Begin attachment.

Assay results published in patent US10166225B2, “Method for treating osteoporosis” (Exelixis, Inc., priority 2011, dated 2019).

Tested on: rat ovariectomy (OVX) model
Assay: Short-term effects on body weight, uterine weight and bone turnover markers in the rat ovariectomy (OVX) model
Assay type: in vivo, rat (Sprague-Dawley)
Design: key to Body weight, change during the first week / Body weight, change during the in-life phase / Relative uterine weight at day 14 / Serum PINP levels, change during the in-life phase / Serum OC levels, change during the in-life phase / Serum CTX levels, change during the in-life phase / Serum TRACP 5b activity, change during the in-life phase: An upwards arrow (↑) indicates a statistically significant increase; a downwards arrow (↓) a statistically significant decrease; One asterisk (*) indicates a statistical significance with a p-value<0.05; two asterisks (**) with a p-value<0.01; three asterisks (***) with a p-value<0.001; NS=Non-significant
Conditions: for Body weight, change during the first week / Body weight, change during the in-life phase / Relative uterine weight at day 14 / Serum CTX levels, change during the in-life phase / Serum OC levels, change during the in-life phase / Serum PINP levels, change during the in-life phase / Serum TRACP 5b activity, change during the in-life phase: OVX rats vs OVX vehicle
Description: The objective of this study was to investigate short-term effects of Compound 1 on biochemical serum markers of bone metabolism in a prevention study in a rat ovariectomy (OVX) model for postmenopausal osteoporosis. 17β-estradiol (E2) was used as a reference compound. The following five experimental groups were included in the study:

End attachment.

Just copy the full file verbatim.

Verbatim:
Assay results published in patent US10166225B2, “Method for treating osteoporosis” (Exelixis, Inc., priority 2011, dated 2019).

Tested on: rat ovariectomy (OVX) model
Assay: Short-term effects on body weight, uterine weight and bone turnover markers in the rat ovariectomy (OVX) model
Assay type: in vivo, rat (Sprague-Dawley)
Design: key to Body weight, change during the first week / Body weight, change during the in-life phase / Relative uterine weight at day 14 / Serum PINP levels, change during the in-life phase / Serum OC levels, change during the in-life phase / Serum CTX levels, change during the in-life phase / Serum TRACP 5b activity, change during the in-life phase: An upwards arrow (↑) indicates a statistically significant increase; a downwards arrow (↓) a statistically significant decrease; One asterisk (*) indicates a statistical significance with a p-value<0.05; two asterisks (**) with a p-value<0.01; three asterisks (***) with a p-value<0.001; NS=Non-significant
Conditions: for Body weight, change during the first week / Body weight, change during the in-life phase / Relative uterine weight at day 14 / Serum CTX levels, change during the in-life phase / Serum OC levels, change during the in-life phase / Serum PINP levels, change during the in-life phase / Serum TRACP 5b activity, change during the in-life phase: OVX rats vs OVX vehicle
Description: The objective of this study was to investigate short-term effects of Compound 1 on biochemical serum markers of bone metabolism in a prevention study in a rat ovariectomy (OVX) model for postmenopausal osteoporosis. 17β-estradiol (E2) was used as a reference compound. The following five experimental groups were included in the study: